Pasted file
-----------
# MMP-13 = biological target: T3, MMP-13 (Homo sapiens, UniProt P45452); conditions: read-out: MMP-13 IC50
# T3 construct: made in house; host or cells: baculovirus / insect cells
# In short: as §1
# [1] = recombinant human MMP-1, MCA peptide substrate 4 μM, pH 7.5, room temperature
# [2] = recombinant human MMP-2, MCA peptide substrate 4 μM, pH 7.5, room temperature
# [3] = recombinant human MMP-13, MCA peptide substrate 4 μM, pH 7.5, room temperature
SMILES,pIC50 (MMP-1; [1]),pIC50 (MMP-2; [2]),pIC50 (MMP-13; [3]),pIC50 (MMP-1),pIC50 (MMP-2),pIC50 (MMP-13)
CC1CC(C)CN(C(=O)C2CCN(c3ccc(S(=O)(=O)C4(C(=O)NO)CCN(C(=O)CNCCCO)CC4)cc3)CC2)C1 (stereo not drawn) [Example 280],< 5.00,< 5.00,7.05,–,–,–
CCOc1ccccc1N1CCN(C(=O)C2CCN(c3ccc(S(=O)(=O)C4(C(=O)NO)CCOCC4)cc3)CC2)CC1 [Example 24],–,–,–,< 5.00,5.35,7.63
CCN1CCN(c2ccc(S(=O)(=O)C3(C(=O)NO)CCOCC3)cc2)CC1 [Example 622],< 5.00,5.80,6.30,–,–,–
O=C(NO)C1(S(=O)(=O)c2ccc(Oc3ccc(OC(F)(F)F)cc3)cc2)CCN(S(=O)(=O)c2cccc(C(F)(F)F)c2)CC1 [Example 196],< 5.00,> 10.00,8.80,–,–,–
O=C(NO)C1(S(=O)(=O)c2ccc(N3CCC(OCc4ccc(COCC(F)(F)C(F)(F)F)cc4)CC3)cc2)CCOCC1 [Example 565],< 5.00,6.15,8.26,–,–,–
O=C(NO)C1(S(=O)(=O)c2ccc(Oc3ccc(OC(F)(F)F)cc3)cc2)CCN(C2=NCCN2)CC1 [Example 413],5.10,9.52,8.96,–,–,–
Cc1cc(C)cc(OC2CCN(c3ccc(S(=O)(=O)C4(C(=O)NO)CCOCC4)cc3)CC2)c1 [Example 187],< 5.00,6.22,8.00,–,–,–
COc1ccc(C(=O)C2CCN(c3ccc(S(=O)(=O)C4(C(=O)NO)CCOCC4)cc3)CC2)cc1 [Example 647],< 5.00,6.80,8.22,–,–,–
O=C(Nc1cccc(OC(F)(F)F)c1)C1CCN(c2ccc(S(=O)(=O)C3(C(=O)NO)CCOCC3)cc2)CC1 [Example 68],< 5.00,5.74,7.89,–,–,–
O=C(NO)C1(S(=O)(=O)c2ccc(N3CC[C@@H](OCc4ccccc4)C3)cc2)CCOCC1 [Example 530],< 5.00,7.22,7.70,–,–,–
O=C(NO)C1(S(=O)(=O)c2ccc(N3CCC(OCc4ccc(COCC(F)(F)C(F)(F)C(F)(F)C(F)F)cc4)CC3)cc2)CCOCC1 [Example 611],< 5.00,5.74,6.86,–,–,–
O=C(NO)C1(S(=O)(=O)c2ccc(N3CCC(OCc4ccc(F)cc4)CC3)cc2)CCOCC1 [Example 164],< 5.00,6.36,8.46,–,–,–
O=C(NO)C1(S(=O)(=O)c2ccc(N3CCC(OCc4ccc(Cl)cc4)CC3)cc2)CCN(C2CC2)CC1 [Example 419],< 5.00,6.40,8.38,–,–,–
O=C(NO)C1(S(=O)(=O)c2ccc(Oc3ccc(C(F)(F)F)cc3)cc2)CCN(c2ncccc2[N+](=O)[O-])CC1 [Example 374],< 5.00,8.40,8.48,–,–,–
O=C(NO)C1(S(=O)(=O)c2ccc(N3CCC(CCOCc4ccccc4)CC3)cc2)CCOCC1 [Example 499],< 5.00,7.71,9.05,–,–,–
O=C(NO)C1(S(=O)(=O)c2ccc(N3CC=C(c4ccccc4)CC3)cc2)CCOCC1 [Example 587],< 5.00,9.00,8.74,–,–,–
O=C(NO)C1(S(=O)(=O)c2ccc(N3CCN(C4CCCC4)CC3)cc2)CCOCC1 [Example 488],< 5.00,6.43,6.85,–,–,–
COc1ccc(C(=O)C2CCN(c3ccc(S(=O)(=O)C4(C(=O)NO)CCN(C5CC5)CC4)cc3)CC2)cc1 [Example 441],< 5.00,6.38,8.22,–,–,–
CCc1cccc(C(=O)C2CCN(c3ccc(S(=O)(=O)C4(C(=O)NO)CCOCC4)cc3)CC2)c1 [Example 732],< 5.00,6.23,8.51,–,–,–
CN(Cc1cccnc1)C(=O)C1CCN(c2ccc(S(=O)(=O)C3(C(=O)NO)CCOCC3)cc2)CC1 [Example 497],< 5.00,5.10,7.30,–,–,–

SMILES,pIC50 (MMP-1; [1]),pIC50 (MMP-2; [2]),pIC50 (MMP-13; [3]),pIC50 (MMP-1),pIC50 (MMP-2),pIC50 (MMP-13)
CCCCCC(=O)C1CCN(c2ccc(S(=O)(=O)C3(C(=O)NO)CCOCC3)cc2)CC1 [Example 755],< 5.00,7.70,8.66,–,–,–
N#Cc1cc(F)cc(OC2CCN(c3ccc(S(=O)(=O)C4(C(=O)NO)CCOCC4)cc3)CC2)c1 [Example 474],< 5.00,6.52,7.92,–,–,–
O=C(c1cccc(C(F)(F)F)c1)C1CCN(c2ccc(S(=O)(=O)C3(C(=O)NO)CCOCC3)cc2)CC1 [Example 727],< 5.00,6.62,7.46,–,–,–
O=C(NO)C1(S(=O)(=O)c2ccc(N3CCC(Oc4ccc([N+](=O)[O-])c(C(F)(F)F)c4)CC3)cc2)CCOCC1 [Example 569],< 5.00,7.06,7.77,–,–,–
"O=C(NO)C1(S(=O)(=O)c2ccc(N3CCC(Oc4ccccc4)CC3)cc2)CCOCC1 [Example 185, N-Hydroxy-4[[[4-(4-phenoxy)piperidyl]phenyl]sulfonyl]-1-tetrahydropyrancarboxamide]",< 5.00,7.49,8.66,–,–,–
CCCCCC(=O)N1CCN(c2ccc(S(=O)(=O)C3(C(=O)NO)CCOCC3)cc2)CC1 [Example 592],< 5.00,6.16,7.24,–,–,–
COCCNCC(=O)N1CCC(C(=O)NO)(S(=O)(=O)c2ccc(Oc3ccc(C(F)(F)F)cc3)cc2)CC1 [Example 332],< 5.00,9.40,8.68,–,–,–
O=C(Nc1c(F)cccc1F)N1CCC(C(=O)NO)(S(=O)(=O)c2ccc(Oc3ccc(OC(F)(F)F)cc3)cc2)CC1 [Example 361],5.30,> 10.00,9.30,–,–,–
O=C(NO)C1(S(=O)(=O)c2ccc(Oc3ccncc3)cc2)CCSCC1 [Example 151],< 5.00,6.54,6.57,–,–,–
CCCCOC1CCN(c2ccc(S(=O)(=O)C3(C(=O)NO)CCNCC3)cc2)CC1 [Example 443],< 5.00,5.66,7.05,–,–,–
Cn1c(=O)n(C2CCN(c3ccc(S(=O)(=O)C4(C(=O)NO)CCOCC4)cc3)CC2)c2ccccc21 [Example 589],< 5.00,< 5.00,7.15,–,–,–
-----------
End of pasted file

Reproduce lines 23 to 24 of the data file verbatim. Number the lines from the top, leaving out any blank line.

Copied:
O=C(NO)C1(S(=O)(=O)c2ccc(N3CC=C(c4ccccc4)CC3)cc2)CCOCC1 [Example 587],< 5.00,9.00,8.74,–,–,–
O=C(NO)C1(S(=O)(=O)c2ccc(N3CCN(C4CCCC4)CC3)cc2)CCOCC1 [Example 488],< 5.00,6.43,6.85,–,–,–